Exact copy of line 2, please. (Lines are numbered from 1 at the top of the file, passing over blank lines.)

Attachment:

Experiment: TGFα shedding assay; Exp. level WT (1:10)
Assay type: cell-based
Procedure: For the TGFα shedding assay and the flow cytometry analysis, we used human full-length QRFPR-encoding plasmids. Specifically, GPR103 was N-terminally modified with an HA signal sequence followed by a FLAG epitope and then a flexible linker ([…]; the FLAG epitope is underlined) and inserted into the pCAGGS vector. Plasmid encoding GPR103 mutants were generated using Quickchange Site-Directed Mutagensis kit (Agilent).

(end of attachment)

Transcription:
Assay type: cell-based